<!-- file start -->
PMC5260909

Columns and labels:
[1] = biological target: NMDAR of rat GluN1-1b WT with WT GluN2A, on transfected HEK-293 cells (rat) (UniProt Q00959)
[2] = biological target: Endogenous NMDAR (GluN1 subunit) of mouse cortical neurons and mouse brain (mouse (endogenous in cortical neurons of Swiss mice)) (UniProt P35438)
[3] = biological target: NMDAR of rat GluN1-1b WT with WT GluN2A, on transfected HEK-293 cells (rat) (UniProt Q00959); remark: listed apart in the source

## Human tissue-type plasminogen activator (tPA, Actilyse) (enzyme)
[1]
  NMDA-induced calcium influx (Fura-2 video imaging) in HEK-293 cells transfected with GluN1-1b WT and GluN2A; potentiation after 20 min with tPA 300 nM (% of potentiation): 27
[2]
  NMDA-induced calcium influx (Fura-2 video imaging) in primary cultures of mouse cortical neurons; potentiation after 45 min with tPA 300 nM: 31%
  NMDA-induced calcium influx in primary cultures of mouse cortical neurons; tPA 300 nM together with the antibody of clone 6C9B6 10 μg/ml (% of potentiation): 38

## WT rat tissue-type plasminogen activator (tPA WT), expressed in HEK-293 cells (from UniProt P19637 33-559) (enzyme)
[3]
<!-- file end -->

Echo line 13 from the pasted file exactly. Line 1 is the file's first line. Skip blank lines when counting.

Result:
[3]